It’s easy to see why the European art scene is going wild for Vuk Cuk, the Belgrade based artist who has just opened a new exhibition The Whole New World. His pop bright artworks define his body of work, yet the latest is bringing life to his sculpture with a touch of A.I.
Vuk Cuk sits down for a special interview with Editor Maja Vuckovic.
Read the interview after the jump:
What brought you to the art world?
I detest the idea of working under authority. So I guess one of the main reasons was the sense of freedom you get by practicing it. You can start from wherever, get inspired by regular everyday things or some deep thought you had, you choose your working hours… Everything is allowed, and everything is up to you. I am not a very good team player, so being an artist suits my personality perfectly. Also, there is the fact that I always liked to find other ways to express myself, say what I have to say, rather than with words.
What was your earliest memory of appreciating art and also making art?
One of the earliest memories I have are the ones of my mom drawing horses for me. She would put my favorite toy, a plastic horse, in front of us, on the dining table, turn on the spotlight above us, and just started drawing from a live model. She wasn’t an artist but she was quite talented. I remember being fascinated by the process and the relationship between the drawing and the real life object and how similar they were to each other. It opened a new door in my mind. After she did it for the first time I wanted to experience the same feeling again and again and I was very persistent into making her do the same thing almost on a daily basis. And for some time it was just that one same horse all over again. I admire her patience and dedication now that I recall those times. Guess she is the one of the people most responsible for me becoming an artist. I still keep those drawings and they have a really special place in my heart.
Regarding myself making art, I think it was about the age of 10 that I started doing graffiti, but mostly sketches on paper, on the back of my school notebooks. I was never too excited of making the real works out on the street. It seemed like too much effort for something not protected and left for anyone to overdraw it.
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How do you usually start conceiving a new work? How do you get inspired?
No standard method to be honest. Normally I go to my studio on a daily basis and figure what I am going to do on the spot. I collect a lot of object that catch my attention: from toys to different materials and everyday objects, and then I just start playing with what I choose to be the subject of the day.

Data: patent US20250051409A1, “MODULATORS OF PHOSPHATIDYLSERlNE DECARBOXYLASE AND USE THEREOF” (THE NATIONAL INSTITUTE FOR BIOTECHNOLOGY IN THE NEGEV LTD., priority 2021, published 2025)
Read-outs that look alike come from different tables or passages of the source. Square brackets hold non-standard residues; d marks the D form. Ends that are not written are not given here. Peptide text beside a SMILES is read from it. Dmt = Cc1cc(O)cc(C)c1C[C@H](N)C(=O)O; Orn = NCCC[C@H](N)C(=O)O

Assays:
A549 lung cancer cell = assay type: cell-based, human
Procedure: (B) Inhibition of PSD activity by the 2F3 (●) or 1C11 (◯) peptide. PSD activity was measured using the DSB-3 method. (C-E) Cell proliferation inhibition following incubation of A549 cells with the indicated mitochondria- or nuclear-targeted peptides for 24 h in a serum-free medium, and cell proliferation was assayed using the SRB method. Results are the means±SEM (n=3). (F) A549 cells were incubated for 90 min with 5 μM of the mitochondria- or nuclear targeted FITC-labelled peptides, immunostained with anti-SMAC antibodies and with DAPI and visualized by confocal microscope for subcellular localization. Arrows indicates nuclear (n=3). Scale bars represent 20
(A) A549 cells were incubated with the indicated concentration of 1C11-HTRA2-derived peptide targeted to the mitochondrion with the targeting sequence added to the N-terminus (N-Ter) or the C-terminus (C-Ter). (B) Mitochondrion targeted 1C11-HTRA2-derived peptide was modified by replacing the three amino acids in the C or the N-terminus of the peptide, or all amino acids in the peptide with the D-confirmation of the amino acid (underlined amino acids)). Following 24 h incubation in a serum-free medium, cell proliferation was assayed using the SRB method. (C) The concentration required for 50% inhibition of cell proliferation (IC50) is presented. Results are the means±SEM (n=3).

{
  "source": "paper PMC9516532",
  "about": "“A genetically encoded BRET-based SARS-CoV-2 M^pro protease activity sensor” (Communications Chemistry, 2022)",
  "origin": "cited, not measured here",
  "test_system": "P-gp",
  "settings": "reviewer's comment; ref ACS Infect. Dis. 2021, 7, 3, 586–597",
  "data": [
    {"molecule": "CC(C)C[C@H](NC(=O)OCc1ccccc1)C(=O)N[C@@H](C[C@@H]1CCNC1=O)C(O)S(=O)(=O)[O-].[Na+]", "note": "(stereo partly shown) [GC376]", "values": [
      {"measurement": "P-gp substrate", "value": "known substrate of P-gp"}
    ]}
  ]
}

Do you ever think about audience’s reaction when thinking about a new work?
Not really, what is important for me is to be satisfied by the work myself. I am sending my message to the world and because of that it is important for work to be what I want it to be. Its like having a conversation, its not about telling people what they want to hear, its about stating your own viewpoint and you go from there.
Where does your motivation come from?
Just from my everyday desire to create something new, and push my limits.
Everything is consumed rapidly, including information. It requires us to be faster, and create faster. Are you able to keep up? Are you ideas ever compromised because of this?
Maybe when I have a deadline for the show, but normally I organize my time very well. I don’t remember sending work out without feeling good about it at the time. For me its always about the quality rather then quantity.
What are the themes that continue on through your work?
I work really intuitively and so, in my mind, I imagine that the new series of works are always completely different then the previous ones. It is only after some time distance that I realize how similar they actually are. It is very surprising when I see almost the same elements repeating in my current work with some of the works I did when I was a student and I totally forgot all about. In a way its also satisfying because it tells me that I am honest to myself and that I am able to extend myself onto my work. That is probably the key thing for me: to be able to talk about my own experience and time that I lived in, trough my work.
We are currently living in a times where our everyday life is changing rapidly, mixed between technological advance that makes our lives easier, and our own destruction of the planet that endangers our only habitat. You could say that from my earliest works to the newest ones, my main topic has been the relation between artificial and natural, and since that relation is evolving really quickly, so does my work.